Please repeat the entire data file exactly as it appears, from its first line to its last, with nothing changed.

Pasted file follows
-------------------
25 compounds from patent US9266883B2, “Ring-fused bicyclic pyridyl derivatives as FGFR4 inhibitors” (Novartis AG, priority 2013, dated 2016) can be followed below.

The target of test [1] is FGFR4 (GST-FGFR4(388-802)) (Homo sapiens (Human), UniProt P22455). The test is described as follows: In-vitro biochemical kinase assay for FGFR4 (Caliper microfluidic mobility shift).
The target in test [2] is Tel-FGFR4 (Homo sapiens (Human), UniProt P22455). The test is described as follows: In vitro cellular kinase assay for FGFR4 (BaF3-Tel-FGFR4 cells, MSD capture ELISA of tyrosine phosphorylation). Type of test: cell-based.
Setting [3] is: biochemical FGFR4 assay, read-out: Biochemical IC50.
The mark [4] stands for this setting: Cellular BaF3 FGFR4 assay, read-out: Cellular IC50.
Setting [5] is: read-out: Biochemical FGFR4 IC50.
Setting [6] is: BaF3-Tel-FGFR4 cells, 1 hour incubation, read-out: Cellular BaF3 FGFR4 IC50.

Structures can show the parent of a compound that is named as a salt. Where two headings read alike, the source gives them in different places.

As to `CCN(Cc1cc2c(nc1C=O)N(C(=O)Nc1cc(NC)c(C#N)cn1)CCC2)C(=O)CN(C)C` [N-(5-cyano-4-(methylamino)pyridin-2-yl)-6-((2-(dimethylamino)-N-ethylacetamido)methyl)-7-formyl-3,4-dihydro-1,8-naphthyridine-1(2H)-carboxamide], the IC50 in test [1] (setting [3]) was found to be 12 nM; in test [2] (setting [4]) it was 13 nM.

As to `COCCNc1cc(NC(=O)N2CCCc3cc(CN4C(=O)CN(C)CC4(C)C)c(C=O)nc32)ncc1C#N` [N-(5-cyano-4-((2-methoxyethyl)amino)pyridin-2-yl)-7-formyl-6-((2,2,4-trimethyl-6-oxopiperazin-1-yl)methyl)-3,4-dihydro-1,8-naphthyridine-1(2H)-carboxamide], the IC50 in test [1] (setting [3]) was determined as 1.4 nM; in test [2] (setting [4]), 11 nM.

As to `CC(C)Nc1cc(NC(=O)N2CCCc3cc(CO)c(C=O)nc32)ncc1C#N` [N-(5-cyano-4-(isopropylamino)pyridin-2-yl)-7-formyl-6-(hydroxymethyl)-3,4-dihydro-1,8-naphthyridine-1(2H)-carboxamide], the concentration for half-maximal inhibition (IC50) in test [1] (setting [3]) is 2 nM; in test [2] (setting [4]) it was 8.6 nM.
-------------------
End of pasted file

25 compounds from patent US9266883B2, “Ring-fused bicyclic pyridyl derivatives as FGFR4 inhibitors” (Novartis AG, priority 2013, dated 2016) can be followed below.

The target of test [1] is FGFR4 (GST-FGFR4(388-802)) (Homo sapiens (Human), UniProt P22455). The test is described as follows: In-vitro biochemical kinase assay for FGFR4 (Caliper microfluidic mobility shift).
The target in test [2] is Tel-FGFR4 (Homo sapiens (Human), UniProt P22455). The test is described as follows: In vitro cellular kinase assay for FGFR4 (BaF3-Tel-FGFR4 cells, MSD capture ELISA of tyrosine phosphorylation). Type of test: cell-based.
Setting [3] is: biochemical FGFR4 assay, read-out: Biochemical IC50.
The mark [4] stands for this setting: Cellular BaF3 FGFR4 assay, read-out: Cellular IC50.
Setting [5] is: read-out: Biochemical FGFR4 IC50.
Setting [6] is: BaF3-Tel-FGFR4 cells, 1 hour incubation, read-out: Cellular BaF3 FGFR4 IC50.

Structures can show the parent of a compound that is named as a salt. Where two headings read alike, the source gives them in different places.

As to `CCN(Cc1cc2c(nc1C=O)N(C(=O)Nc1cc(NC)c(C#N)cn1)CCC2)C(=O)CN(C)C` [N-(5-cyano-4-(methylamino)pyridin-2-yl)-6-((2-(dimethylamino)-N-ethylacetamido)methyl)-7-formyl-3,4-dihydro-1,8-naphthyridine-1(2H)-carboxamide], the IC50 in test [1] (setting [3]) was found to be 12 nM; in test [2] (setting [4]) it was 13 nM.

As to `COCCNc1cc(NC(=O)N2CCCc3cc(CN4C(=O)CN(C)CC4(C)C)c(C=O)nc32)ncc1C#N` [N-(5-cyano-4-((2-methoxyethyl)amino)pyridin-2-yl)-7-formyl-6-((2,2,4-trimethyl-6-oxopiperazin-1-yl)methyl)-3,4-dihydro-1,8-naphthyridine-1(2H)-carboxamide], the IC50 in test [1] (setting [3]) was determined as 1.4 nM; in test [2] (setting [4]), 11 nM.

As to `CC(C)Nc1cc(NC(=O)N2CCCc3cc(CO)c(C=O)nc32)ncc1C#N` [N-(5-cyano-4-(isopropylamino)pyridin-2-yl)-7-formyl-6-(hydroxymethyl)-3,4-dihydro-1,8-naphthyridine-1(2H)-carboxamide], the concentration for half-maximal inhibition (IC50) in test [1] (setting [3]) is 2 nM; in test [2] (setting [4]) it was 8.6 nM.